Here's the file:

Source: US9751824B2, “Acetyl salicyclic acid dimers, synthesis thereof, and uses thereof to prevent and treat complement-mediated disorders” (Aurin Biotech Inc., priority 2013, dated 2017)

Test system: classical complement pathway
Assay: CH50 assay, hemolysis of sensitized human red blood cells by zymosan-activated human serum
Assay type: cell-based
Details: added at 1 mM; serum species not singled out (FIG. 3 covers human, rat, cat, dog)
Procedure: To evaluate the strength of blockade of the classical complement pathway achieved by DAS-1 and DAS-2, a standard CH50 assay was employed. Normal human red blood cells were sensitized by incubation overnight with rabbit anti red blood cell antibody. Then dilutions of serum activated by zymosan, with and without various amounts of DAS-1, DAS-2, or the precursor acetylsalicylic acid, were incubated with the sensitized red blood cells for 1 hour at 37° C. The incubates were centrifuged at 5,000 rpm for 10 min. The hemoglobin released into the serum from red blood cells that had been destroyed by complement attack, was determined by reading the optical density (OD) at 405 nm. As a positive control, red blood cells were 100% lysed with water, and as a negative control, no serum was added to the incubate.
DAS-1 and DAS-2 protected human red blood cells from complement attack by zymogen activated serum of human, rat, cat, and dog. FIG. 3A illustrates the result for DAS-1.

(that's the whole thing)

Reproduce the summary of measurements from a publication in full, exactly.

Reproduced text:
Source: US9751824B2, “Acetyl salicyclic acid dimers, synthesis thereof, and uses thereof to prevent and treat complement-mediated disorders” (Aurin Biotech Inc., priority 2013, dated 2017)

Test system: classical complement pathway
Assay: CH50 assay, hemolysis of sensitized human red blood cells by zymosan-activated human serum
Assay type: cell-based
Details: added at 1 mM; serum species not singled out (FIG. 3 covers human, rat, cat, dog)
Procedure: To evaluate the strength of blockade of the classical complement pathway achieved by DAS-1 and DAS-2, a standard CH50 assay was employed. Normal human red blood cells were sensitized by incubation overnight with rabbit anti red blood cell antibody. Then dilutions of serum activated by zymosan, with and without various amounts of DAS-1, DAS-2, or the precursor acetylsalicylic acid, were incubated with the sensitized red blood cells for 1 hour at 37° C. The incubates were centrifuged at 5,000 rpm for 10 min. The hemoglobin released into the serum from red blood cells that had been destroyed by complement attack, was determined by reading the optical density (OD) at 405 nm. As a positive control, red blood cells were 100% lysed with water, and as a negative control, no serum was added to the incubate.
DAS-1 and DAS-2 protected human red blood cells from complement attack by zymogen activated serum of human, rat, cat, and dog. FIG. 3A illustrates the result for DAS-1.